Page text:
2 Acetylene (ethyne) is formed when water reacts with calcium carbide, CaC2: CaC2(s) + H2O(l) →Ca(OH)2(aq) + HC≡CH(g)This apparatus allows us to produce a flow of acetylene that can be collected in test tubes.—water—calcium carbide
3 Turn on the tap and adjust it to slowly drip water into the reaction flask. Bubbles become visible on the sand-like calcium carbide.
4 Collect the gas by downward displacement of water.
6 Shake well.The addition reaction between an alkyne and bromine is much slower than with an alkene.
7 After about a minute, the bromine water has turned colourless.
8 Withdraw a little of the liquid from the reaction flask.
9 Add a little universal indicator solution to water, then add the liquid from the reaction vessel. The colour turns blue: the liquid is alkaline.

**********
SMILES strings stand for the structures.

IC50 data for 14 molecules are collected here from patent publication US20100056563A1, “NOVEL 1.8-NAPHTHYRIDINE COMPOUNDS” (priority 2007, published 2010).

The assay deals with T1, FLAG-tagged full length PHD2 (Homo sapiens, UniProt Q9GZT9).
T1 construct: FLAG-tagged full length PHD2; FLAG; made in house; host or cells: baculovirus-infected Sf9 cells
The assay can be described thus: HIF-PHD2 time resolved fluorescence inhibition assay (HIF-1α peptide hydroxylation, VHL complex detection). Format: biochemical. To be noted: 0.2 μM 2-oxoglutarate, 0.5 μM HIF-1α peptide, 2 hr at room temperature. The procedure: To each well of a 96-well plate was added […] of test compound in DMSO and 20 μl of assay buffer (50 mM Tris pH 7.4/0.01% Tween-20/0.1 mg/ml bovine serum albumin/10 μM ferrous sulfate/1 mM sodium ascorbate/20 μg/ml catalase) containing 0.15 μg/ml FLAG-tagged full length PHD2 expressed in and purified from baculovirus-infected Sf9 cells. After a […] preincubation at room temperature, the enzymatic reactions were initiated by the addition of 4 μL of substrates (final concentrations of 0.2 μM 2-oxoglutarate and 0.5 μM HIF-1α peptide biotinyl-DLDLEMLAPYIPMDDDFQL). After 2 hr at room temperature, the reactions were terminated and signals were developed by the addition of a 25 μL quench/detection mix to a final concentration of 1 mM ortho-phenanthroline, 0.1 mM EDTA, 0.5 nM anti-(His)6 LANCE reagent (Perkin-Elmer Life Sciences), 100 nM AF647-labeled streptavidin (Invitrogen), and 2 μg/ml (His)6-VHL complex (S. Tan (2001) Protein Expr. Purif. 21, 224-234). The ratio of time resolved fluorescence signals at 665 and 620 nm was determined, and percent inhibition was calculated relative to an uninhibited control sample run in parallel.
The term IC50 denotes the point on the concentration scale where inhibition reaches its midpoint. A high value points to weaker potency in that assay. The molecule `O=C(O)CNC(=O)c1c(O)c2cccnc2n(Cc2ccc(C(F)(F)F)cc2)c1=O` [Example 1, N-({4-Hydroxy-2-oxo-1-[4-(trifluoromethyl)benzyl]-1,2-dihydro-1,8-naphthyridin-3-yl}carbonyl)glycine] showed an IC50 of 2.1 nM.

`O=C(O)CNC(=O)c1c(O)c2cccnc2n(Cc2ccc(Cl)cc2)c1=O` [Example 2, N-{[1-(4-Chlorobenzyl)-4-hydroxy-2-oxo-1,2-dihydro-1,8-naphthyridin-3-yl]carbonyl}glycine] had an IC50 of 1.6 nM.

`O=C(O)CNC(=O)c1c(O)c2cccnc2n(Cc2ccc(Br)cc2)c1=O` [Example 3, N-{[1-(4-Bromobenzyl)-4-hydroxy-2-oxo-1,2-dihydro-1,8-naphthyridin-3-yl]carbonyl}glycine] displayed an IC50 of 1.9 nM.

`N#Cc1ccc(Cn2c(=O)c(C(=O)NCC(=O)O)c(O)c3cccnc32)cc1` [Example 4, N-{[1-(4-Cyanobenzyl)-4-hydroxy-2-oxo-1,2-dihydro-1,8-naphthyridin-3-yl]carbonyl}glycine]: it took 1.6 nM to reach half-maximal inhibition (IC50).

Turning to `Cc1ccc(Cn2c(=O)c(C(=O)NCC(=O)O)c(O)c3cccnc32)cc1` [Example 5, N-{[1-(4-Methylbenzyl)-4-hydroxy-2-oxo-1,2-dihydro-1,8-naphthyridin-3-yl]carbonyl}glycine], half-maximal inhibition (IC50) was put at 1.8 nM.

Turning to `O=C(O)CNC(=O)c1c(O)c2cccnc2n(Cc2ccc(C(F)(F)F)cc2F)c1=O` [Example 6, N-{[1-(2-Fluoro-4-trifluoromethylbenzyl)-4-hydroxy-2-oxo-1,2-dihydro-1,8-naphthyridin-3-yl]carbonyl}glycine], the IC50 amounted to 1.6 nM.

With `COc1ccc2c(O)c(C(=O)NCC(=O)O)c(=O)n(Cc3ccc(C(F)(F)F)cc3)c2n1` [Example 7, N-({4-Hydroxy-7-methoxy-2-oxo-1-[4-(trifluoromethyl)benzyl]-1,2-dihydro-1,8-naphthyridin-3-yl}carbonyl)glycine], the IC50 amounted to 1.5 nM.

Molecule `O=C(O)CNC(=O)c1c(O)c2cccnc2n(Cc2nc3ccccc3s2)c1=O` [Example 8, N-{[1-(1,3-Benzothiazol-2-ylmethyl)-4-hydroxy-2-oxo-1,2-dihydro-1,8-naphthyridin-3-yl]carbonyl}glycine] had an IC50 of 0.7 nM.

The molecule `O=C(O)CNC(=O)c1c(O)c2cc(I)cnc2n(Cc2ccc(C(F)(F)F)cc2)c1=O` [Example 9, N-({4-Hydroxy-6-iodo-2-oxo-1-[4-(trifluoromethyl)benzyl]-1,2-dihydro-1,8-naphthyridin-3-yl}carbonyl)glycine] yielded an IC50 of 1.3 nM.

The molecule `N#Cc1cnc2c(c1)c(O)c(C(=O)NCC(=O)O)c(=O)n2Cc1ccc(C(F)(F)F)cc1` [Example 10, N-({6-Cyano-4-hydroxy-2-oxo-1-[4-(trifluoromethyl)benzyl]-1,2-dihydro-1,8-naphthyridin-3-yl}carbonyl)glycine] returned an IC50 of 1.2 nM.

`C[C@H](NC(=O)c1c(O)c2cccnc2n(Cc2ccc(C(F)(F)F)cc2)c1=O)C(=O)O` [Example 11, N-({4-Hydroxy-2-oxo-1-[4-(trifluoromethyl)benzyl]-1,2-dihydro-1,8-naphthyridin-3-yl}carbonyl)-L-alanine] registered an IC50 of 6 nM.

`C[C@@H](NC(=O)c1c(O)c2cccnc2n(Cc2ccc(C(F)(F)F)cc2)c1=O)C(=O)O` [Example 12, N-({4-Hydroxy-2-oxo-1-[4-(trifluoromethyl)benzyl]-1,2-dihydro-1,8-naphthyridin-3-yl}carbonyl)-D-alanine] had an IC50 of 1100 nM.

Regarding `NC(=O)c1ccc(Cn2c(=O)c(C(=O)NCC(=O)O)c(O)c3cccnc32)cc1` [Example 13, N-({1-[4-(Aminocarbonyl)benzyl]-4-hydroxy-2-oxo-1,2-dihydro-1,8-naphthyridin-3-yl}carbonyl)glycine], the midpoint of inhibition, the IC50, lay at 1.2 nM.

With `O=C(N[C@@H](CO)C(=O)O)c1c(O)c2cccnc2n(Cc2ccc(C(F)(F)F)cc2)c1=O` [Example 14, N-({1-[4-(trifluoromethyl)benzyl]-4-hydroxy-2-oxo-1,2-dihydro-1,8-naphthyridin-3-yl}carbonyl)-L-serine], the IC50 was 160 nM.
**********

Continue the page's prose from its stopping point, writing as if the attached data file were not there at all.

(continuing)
10 Combustion of ethyneIt can be dangerous to light the gas directly from the delivery tube.If the mixture of air and acetylene within the system is exactly right there will be an explosion.The method which follows is not only safer, it’s more fun.
11 Sprinkle a little calcium carbide into a beaker containing a little water.
12 Light a wooden splint and use it to light the gas produced.
14 The reaction is over now, but you can see a little of the gas trapped in bubbles. The final solution is cloudy because calcium hydroxide is only slightly soluble.
15 Around 1900 carbide lamps like this one were used for bicycles and even down gold mines. Even today, underground cavers often take carbide lamps rather than torches. It’s easier to carry a small volume of calcium carbide than a large number of batteries.